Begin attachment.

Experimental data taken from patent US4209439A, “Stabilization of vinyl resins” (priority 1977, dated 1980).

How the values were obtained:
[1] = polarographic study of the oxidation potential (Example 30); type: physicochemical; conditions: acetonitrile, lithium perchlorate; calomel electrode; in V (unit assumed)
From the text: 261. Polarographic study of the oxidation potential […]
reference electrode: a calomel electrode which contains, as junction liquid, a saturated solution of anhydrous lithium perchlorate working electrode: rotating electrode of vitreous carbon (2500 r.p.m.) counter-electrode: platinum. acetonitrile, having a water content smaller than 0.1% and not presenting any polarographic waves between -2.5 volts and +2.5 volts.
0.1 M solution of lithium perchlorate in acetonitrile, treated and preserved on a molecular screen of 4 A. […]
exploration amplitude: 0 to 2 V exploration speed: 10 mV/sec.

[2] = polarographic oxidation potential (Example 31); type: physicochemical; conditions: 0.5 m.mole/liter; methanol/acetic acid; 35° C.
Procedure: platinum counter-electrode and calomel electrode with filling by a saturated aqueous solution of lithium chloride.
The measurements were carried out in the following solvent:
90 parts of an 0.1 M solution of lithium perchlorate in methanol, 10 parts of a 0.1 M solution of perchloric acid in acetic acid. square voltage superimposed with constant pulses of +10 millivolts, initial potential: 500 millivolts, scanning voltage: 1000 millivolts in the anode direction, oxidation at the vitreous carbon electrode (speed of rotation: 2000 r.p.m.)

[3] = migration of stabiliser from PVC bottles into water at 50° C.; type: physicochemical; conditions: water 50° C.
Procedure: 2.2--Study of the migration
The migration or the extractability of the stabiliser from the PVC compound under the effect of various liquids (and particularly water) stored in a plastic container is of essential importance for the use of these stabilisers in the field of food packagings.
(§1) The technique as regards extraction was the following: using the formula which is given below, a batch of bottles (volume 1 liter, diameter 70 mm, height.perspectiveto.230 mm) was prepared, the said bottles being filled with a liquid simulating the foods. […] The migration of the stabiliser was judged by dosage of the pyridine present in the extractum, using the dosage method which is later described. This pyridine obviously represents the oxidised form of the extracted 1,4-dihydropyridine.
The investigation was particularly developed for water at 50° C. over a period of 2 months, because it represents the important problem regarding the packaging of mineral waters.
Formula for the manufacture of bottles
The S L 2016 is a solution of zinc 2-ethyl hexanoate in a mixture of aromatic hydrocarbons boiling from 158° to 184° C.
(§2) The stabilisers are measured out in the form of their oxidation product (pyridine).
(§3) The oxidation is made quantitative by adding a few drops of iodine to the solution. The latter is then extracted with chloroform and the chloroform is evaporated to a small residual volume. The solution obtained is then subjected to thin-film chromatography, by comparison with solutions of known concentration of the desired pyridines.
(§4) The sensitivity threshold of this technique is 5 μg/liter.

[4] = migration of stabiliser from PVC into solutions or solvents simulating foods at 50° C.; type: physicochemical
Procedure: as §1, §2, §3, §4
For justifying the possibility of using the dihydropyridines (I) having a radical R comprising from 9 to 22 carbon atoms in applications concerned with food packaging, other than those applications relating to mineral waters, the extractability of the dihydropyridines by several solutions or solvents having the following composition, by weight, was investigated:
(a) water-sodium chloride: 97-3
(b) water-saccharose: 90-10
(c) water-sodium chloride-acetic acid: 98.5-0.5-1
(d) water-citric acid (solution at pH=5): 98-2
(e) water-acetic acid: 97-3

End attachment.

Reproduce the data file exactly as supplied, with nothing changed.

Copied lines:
Experimental data taken from patent US4209439A, “Stabilization of vinyl resins” (priority 1977, dated 1980).

How the values were obtained:
[1] = polarographic study of the oxidation potential (Example 30); type: physicochemical; conditions: acetonitrile, lithium perchlorate; calomel electrode; in V (unit assumed)
From the text: 261. Polarographic study of the oxidation potential […]
reference electrode: a calomel electrode which contains, as junction liquid, a saturated solution of anhydrous lithium perchlorate working electrode: rotating electrode of vitreous carbon (2500 r.p.m.) counter-electrode: platinum. acetonitrile, having a water content smaller than 0.1% and not presenting any polarographic waves between -2.5 volts and +2.5 volts.
0.1 M solution of lithium perchlorate in acetonitrile, treated and preserved on a molecular screen of 4 A. […]
exploration amplitude: 0 to 2 V exploration speed: 10 mV/sec.

[2] = polarographic oxidation potential (Example 31); type: physicochemical; conditions: 0.5 m.mole/liter; methanol/acetic acid; 35° C.
Procedure: platinum counter-electrode and calomel electrode with filling by a saturated aqueous solution of lithium chloride.
The measurements were carried out in the following solvent:
90 parts of an 0.1 M solution of lithium perchlorate in methanol, 10 parts of a 0.1 M solution of perchloric acid in acetic acid. square voltage superimposed with constant pulses of +10 millivolts, initial potential: 500 millivolts, scanning voltage: 1000 millivolts in the anode direction, oxidation at the vitreous carbon electrode (speed of rotation: 2000 r.p.m.)

[3] = migration of stabiliser from PVC bottles into water at 50° C.; type: physicochemical; conditions: water 50° C.
Procedure: 2.2--Study of the migration
The migration or the extractability of the stabiliser from the PVC compound under the effect of various liquids (and particularly water) stored in a plastic container is of essential importance for the use of these stabilisers in the field of food packagings.
(§1) The technique as regards extraction was the following: using the formula which is given below, a batch of bottles (volume 1 liter, diameter 70 mm, height.perspectiveto.230 mm) was prepared, the said bottles being filled with a liquid simulating the foods. […] The migration of the stabiliser was judged by dosage of the pyridine present in the extractum, using the dosage method which is later described. This pyridine obviously represents the oxidised form of the extracted 1,4-dihydropyridine.
The investigation was particularly developed for water at 50° C. over a period of 2 months, because it represents the important problem regarding the packaging of mineral waters.
Formula for the manufacture of bottles
The S L 2016 is a solution of zinc 2-ethyl hexanoate in a mixture of aromatic hydrocarbons boiling from 158° to 184° C.
(§2) The stabilisers are measured out in the form of their oxidation product (pyridine).
(§3) The oxidation is made quantitative by adding a few drops of iodine to the solution. The latter is then extracted with chloroform and the chloroform is evaporated to a small residual volume. The solution obtained is then subjected to thin-film chromatography, by comparison with solutions of known concentration of the desired pyridines.
(§4) The sensitivity threshold of this technique is 5 μg/liter.

[4] = migration of stabiliser from PVC into solutions or solvents simulating foods at 50° C.; type: physicochemical
Procedure: as §1, §2, §3, §4
For justifying the possibility of using the dihydropyridines (I) having a radical R comprising from 9 to 22 carbon atoms in applications concerned with food packaging, other than those applications relating to mineral waters, the extractability of the dihydropyridines by several solutions or solvents having the following composition, by weight, was investigated:
(a) water-sodium chloride: 97-3
(b) water-saccharose: 90-10
(c) water-sodium chloride-acetic acid: 98.5-0.5-1
(d) water-citric acid (solution at pH=5): 98-2
(e) water-acetic acid: 97-3